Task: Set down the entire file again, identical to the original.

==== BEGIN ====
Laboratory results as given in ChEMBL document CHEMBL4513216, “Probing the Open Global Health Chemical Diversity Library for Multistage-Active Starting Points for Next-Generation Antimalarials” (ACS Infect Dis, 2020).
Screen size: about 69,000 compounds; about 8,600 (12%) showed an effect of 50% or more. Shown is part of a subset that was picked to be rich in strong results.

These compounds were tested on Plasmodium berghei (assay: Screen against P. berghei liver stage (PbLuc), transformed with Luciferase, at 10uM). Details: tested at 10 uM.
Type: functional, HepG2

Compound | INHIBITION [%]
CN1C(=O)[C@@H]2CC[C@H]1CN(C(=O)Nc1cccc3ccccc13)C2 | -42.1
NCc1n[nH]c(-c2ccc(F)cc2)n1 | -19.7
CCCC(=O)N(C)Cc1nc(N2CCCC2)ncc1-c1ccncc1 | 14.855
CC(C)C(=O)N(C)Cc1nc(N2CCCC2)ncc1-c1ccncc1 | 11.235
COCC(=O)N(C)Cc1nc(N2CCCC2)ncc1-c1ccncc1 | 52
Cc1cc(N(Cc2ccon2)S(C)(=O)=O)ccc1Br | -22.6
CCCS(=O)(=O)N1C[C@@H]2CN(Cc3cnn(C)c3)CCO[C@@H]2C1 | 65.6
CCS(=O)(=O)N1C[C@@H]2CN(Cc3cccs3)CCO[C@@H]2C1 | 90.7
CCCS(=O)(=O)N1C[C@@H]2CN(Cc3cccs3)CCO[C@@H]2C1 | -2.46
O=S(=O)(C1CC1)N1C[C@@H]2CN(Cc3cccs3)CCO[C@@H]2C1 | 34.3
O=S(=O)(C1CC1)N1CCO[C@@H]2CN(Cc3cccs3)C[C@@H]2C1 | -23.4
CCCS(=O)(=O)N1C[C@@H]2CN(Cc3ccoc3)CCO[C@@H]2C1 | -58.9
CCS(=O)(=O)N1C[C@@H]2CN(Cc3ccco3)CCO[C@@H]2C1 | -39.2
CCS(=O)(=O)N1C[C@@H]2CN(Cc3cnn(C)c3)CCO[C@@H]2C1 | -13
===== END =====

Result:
Laboratory results as given in ChEMBL document CHEMBL4513216, “Probing the Open Global Health Chemical Diversity Library for Multistage-Active Starting Points for Next-Generation Antimalarials” (ACS Infect Dis, 2020).
Screen size: about 69,000 compounds; about 8,600 (12%) showed an effect of 50% or more. Shown is part of a subset that was picked to be rich in strong results.

These compounds were tested on Plasmodium berghei (assay: Screen against P. berghei liver stage (PbLuc), transformed with Luciferase, at 10uM). Details: tested at 10 uM.
Type: functional, HepG2

Compound | INHIBITION [%]
CN1C(=O)[C@@H]2CC[C@H]1CN(C(=O)Nc1cccc3ccccc13)C2 | -42.1
NCc1n[nH]c(-c2ccc(F)cc2)n1 | -19.7
CCCC(=O)N(C)Cc1nc(N2CCCC2)ncc1-c1ccncc1 | 14.855
CC(C)C(=O)N(C)Cc1nc(N2CCCC2)ncc1-c1ccncc1 | 11.235
COCC(=O)N(C)Cc1nc(N2CCCC2)ncc1-c1ccncc1 | 52
Cc1cc(N(Cc2ccon2)S(C)(=O)=O)ccc1Br | -22.6
CCCS(=O)(=O)N1C[C@@H]2CN(Cc3cnn(C)c3)CCO[C@@H]2C1 | 65.6
CCS(=O)(=O)N1C[C@@H]2CN(Cc3cccs3)CCO[C@@H]2C1 | 90.7
CCCS(=O)(=O)N1C[C@@H]2CN(Cc3cccs3)CCO[C@@H]2C1 | -2.46
O=S(=O)(C1CC1)N1C[C@@H]2CN(Cc3cccs3)CCO[C@@H]2C1 | 34.3
O=S(=O)(C1CC1)N1CCO[C@@H]2CN(Cc3cccs3)C[C@@H]2C1 | -23.4
CCCS(=O)(=O)N1C[C@@H]2CN(Cc3ccoc3)CCO[C@@H]2C1 | -58.9
CCS(=O)(=O)N1C[C@@H]2CN(Cc3ccco3)CCO[C@@H]2C1 | -39.2
CCS(=O)(=O)N1C[C@@H]2CN(Cc3cnn(C)c3)CCO[C@@H]2C1 | -13